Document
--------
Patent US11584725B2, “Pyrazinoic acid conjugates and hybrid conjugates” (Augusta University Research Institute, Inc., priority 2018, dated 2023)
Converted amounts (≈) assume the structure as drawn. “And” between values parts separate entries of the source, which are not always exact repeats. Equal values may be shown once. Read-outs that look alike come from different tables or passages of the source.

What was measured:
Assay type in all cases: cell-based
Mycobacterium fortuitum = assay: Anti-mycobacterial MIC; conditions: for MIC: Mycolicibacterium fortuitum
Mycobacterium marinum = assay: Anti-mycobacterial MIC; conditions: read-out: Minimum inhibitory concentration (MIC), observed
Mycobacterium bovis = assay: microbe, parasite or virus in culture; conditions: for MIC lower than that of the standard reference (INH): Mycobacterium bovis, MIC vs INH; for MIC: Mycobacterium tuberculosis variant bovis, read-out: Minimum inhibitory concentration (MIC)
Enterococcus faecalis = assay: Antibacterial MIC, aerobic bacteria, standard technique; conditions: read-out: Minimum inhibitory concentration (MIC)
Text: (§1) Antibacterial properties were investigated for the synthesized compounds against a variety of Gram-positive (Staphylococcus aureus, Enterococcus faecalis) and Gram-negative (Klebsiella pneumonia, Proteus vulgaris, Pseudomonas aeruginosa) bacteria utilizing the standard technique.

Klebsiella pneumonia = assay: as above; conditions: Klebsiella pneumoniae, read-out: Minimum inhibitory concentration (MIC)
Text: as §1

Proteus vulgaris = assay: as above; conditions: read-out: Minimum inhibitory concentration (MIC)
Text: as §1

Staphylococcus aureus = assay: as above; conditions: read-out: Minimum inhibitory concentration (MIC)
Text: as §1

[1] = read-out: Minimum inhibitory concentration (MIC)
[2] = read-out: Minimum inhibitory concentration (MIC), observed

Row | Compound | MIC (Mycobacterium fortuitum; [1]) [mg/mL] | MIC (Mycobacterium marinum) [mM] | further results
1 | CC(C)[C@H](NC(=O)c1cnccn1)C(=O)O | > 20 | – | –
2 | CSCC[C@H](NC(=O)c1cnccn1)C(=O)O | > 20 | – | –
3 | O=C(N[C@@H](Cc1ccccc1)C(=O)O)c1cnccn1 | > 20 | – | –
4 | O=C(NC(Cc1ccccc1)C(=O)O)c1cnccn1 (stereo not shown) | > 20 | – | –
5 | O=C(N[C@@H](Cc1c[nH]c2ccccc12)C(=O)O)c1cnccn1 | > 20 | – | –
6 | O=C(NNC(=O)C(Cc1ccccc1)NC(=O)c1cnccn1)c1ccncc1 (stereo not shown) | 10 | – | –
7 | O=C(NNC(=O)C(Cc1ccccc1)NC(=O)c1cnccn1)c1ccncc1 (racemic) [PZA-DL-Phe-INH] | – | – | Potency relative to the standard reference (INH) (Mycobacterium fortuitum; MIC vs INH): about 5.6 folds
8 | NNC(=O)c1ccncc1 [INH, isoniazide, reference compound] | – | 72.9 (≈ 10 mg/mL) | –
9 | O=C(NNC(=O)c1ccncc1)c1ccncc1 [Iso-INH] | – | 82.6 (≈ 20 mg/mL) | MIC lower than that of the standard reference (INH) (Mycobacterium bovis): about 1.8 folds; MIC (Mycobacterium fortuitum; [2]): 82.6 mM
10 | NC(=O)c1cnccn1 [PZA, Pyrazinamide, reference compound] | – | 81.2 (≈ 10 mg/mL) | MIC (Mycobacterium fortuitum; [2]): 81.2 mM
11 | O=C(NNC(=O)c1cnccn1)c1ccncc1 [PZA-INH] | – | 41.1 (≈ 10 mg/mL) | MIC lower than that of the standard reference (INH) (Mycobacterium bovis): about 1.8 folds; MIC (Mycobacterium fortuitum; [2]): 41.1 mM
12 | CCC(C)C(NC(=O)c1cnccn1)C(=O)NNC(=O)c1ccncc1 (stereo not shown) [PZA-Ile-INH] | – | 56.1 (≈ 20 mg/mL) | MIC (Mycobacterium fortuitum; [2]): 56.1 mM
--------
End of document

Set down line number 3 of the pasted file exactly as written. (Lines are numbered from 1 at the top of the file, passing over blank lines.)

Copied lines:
What was measured: